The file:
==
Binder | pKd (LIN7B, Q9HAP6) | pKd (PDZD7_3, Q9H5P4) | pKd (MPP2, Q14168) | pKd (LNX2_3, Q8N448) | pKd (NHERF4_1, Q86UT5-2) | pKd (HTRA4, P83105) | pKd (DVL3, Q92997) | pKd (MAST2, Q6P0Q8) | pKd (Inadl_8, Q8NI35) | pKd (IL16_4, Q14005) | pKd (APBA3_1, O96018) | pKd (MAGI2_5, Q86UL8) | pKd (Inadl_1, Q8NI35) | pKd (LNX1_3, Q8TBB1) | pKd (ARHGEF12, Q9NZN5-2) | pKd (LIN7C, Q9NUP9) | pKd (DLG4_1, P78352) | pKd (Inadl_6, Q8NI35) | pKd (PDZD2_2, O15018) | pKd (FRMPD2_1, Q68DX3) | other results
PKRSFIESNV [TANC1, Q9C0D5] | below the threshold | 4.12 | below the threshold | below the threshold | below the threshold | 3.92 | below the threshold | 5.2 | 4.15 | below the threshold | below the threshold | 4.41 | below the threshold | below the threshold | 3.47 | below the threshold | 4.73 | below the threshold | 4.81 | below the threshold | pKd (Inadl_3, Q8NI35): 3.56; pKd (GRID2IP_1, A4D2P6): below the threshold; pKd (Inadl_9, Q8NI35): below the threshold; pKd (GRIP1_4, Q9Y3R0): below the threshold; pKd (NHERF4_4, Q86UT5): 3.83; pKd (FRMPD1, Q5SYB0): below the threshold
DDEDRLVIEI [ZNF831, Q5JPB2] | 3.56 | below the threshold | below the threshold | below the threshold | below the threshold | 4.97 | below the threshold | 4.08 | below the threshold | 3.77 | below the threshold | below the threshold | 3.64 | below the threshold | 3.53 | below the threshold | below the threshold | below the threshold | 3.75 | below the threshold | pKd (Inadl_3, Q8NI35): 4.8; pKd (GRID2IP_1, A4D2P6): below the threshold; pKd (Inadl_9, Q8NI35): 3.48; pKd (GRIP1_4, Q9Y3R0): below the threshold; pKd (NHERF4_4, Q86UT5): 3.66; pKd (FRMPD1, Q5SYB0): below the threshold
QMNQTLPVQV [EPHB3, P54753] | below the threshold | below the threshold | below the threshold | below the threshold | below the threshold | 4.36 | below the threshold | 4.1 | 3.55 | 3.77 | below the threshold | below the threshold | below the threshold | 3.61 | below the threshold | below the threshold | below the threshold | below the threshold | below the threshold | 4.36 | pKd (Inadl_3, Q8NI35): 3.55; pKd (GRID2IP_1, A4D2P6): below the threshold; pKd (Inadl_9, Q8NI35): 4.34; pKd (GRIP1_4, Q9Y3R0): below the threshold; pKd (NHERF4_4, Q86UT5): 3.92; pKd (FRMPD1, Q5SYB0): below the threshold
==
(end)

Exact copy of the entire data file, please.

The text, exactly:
Binder | pKd (LIN7B, Q9HAP6) | pKd (PDZD7_3, Q9H5P4) | pKd (MPP2, Q14168) | pKd (LNX2_3, Q8N448) | pKd (NHERF4_1, Q86UT5-2) | pKd (HTRA4, P83105) | pKd (DVL3, Q92997) | pKd (MAST2, Q6P0Q8) | pKd (Inadl_8, Q8NI35) | pKd (IL16_4, Q14005) | pKd (APBA3_1, O96018) | pKd (MAGI2_5, Q86UL8) | pKd (Inadl_1, Q8NI35) | pKd (LNX1_3, Q8TBB1) | pKd (ARHGEF12, Q9NZN5-2) | pKd (LIN7C, Q9NUP9) | pKd (DLG4_1, P78352) | pKd (Inadl_6, Q8NI35) | pKd (PDZD2_2, O15018) | pKd (FRMPD2_1, Q68DX3) | other results
PKRSFIESNV [TANC1, Q9C0D5] | below the threshold | 4.12 | below the threshold | below the threshold | below the threshold | 3.92 | below the threshold | 5.2 | 4.15 | below the threshold | below the threshold | 4.41 | below the threshold | below the threshold | 3.47 | below the threshold | 4.73 | below the threshold | 4.81 | below the threshold | pKd (Inadl_3, Q8NI35): 3.56; pKd (GRID2IP_1, A4D2P6): below the threshold; pKd (Inadl_9, Q8NI35): below the threshold; pKd (GRIP1_4, Q9Y3R0): below the threshold; pKd (NHERF4_4, Q86UT5): 3.83; pKd (FRMPD1, Q5SYB0): below the threshold
DDEDRLVIEI [ZNF831, Q5JPB2] | 3.56 | below the threshold | below the threshold | below the threshold | below the threshold | 4.97 | below the threshold | 4.08 | below the threshold | 3.77 | below the threshold | below the threshold | 3.64 | below the threshold | 3.53 | below the threshold | below the threshold | below the threshold | 3.75 | below the threshold | pKd (Inadl_3, Q8NI35): 4.8; pKd (GRID2IP_1, A4D2P6): below the threshold; pKd (Inadl_9, Q8NI35): 3.48; pKd (GRIP1_4, Q9Y3R0): below the threshold; pKd (NHERF4_4, Q86UT5): 3.66; pKd (FRMPD1, Q5SYB0): below the threshold
QMNQTLPVQV [EPHB3, P54753] | below the threshold | below the threshold | below the threshold | below the threshold | below the threshold | 4.36 | below the threshold | 4.1 | 3.55 | 3.77 | below the threshold | below the threshold | below the threshold | 3.61 | below the threshold | below the threshold | below the threshold | below the threshold | below the threshold | 4.36 | pKd (Inadl_3, Q8NI35): 3.55; pKd (GRID2IP_1, A4D2P6): below the threshold; pKd (Inadl_9, Q8NI35): 4.34; pKd (GRIP1_4, Q9Y3R0): below the threshold; pKd (NHERF4_4, Q86UT5): 3.92; pKd (FRMPD1, Q5SYB0): below the threshold